“You Will Give Back”
Cross-posted at Unified Patriots
In November 2011, Mia Love filed to run for Utah’s newly formed 4th Congressional District based on her demonstrated leadership on conservative principles. She credits her parents with providing the foundation for her ideals. After many years of living in the unstable, regime-torn socialist island country of Haiti, her parents immigrated legally to the United States with $10 in their pockets in hopes of achieving the American Dream.
Mia was born in Brooklyn, New York and eventually moved to Connecticut. Mia recalls both parents working hard to earn a living, her father at times taking on second jobs cleaning toilets to pay for school for their three children. On the day of Mia’s college orientation, her father said something to her that would become the ethos for her life:
Mia, your mother and I never took a handout. You will not be a burden to society. You will give back.
Mia graduated from the University of Hartford with a degree in fine arts. She found the Mormon faith. Then she found Jason Love. And then she found herself in Utah. Her political involvement began in 2002, when she heard talk about taking the phrase “Under God” from the Pledge of Allegiance. At that time, Love taught her then 2-year-old daughter to recite the pledge with the reference to deity in it, so she would know it the way her mother had learned it in school. She was elected to the Saratoga Springs City Council in 2003 and has served as its mayor since 2009.
Mia’s leadership and principled decision making during the challenging times her city faced resulted in her election as Mayor in 2009 by an overwhelming majority. One of her first acts as mayor was to reduce the residential property tax. These acts were the basis for Saratoga Springs receiving the highest Standard & Poors municipal rating available to a city of its class, at a time when many cities were being downgraded.
Mayor Love is best known for her conservative positions on limited government, increased citizen liberties and limited restraints on business. She believes the best thing she can do as mayor is stay out of the way of business and out of the lives of citizens. She advocates a return to the personal responsibility and reduced government dependency engendered by her father.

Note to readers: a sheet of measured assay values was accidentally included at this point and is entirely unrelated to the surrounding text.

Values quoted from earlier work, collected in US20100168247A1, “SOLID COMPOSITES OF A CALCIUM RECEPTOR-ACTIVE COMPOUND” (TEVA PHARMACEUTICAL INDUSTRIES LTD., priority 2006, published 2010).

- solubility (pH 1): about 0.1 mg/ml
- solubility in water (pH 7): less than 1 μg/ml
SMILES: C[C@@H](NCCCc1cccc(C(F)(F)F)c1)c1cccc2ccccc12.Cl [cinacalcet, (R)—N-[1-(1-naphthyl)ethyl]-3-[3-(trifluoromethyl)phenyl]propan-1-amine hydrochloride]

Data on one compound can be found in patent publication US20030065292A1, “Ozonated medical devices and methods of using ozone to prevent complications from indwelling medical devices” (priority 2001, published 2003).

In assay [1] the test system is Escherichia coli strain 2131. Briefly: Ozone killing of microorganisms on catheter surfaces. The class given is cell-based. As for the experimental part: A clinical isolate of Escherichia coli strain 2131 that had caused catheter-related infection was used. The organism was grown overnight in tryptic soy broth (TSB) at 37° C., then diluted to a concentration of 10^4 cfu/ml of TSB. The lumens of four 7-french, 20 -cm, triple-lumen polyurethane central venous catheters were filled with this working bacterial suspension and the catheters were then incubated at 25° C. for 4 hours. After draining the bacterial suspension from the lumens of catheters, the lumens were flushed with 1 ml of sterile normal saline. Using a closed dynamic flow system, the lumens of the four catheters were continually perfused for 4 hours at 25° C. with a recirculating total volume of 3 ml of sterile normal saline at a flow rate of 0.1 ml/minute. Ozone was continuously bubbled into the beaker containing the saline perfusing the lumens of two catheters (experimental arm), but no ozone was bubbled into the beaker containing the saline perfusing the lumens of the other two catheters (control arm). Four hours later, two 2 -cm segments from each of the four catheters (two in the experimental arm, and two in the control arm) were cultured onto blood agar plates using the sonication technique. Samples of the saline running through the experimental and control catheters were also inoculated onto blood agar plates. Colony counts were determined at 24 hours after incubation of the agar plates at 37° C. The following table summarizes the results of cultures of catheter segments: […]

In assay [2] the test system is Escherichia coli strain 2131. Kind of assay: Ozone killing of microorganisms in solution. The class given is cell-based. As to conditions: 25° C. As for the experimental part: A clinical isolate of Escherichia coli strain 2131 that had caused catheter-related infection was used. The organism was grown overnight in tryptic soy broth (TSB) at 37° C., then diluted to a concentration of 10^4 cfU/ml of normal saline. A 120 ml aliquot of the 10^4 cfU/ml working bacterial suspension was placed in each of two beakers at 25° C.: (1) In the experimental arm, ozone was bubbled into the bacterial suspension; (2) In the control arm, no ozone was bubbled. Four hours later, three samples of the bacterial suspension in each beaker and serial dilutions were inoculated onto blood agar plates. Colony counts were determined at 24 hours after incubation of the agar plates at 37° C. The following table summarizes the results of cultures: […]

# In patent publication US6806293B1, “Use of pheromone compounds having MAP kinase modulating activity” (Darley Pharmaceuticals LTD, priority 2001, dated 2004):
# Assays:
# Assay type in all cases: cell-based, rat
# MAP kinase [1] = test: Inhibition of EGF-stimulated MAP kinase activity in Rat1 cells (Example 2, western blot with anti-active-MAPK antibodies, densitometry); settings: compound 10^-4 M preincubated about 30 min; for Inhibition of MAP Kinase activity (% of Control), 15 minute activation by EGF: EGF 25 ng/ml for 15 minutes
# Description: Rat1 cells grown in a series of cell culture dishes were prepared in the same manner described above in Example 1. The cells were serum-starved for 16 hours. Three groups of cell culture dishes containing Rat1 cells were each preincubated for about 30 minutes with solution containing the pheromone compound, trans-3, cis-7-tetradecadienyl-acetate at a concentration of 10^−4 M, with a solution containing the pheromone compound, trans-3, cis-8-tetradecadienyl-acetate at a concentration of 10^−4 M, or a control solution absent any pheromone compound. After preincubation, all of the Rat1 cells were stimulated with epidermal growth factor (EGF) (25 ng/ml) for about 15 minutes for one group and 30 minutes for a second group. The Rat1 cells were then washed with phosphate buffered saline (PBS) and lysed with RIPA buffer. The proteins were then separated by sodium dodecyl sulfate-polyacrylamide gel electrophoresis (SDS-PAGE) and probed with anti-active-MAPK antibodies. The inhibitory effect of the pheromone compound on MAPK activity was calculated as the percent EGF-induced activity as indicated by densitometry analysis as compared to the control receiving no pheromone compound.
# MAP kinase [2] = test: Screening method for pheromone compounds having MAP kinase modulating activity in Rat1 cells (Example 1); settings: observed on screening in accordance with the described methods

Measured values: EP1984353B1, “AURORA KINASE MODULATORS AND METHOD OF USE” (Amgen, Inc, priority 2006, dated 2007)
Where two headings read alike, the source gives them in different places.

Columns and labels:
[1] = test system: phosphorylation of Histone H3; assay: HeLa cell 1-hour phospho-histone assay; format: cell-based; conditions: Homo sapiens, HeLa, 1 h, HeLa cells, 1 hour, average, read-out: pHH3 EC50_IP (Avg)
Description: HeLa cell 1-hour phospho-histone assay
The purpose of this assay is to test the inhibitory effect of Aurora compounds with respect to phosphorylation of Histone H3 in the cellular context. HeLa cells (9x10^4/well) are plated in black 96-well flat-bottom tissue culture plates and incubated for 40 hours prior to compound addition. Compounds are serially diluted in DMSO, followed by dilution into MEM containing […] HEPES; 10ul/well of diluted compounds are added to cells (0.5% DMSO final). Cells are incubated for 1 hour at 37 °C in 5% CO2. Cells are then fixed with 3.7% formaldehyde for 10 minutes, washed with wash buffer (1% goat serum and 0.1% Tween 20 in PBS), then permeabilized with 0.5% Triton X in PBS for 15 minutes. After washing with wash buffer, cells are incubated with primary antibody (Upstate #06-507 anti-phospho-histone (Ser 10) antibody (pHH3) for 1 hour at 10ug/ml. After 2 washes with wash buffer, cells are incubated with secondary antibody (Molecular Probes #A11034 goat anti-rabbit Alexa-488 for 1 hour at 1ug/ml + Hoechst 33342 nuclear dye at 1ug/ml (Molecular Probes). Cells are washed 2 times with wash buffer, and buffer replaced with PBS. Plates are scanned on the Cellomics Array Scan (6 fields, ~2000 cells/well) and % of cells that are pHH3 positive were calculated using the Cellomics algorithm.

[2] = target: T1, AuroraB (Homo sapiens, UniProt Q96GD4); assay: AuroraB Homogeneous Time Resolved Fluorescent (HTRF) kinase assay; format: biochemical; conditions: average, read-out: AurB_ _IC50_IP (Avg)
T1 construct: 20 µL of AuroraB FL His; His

She believes she is the candidate with the best shot to force Democratic Rep. Jim Matheson into retirement. In order to balance the budget while cutting taxes, Love said she would start by abolishing the Department of Education and the Department of Energy, delegating their responsibilities to the states. She would slash regulations and open up federal land to energy drilling.
Love, who became the first black female mayor in the state when she took office in 2009, would become Utah’s first minority to serve in Congress and the only black woman on the Republican side of the aisle. But she does not expect her race to be an issue in her campaign.
Here are a few quotes by Mia on this subject:
I was elected with 60 percent of the votes in this city because people care more about what is happening in their lives, what is happening in their back pockets, what is happening in their homes than they care about the color of someone’s skin.
Love said that, if she is elected, she would gladly join the Congressional Black Caucus.
Yes, yes. I would join the Congressional Black Caucus and try to take that thing apart from the inside out. It’s demagoguery. They sit there and ignite emotions, they ignite racism where there isn’t any. They use their positions to instill fear. ‘Hope and change’ has turned into fear and blame.
I have yet to meet a tea party member who wants to see me “hanging on a tree,” as U.S. Rep. Andre Carson of Indiana recently suggested. He says the tea party considers me a second-class citizen. In truth, as a black conservative woman in Utah, I have been welcomed into the arms of a freedom-loving movement. The tea party reflects the principles of freedom and prosperity black Americans have long fought to win.
The 4th District was created because Utah gained an extra seat as a result of the Census. There is no incumbent, but current Democratic Congressman Jim Matheson will be running in the 4th District. There are three Republicans with whom Mia will be competing for the Republican nomination: long-term State Senator Carl Wimmer, State Senator Stephen Sandstrom, and lawyer Jay Cobb.
The process in Utah is that there will be caucuses with Republican delegates and then a convention in the spring. If no candidate gets 60% of the delegate votes, there will be a primary between the top two.
Mia is pro-life, pro-Tea Party, pro-Israel, and pro-2nd Amendment. Mother, runner, shooter, Mayor, small government conservative who got into politics for the right reasons, unafraid to take on the powers that be all started from the words of her father.
Mia she needs to raise funds pretty quickly to catch up with her competitors, to get her message out to Utah delegates, and to build the infrastructure for a primary race and general election. You can donate here.
I have seen in the past a lot of great black Republican candidates running for a US House seat from New York city, Chicago, and Los Angeles. They could not get enough votes to win. It’s from conservative districts in Oklahoma, South Carolina, and now Utah that we get winners. I am also impressed with children of parents from Cuba and Haiti who understand and appreciate the American Dream more than those who descended from those who were on the Mayflower. I am definitely supporting Mia B. Love.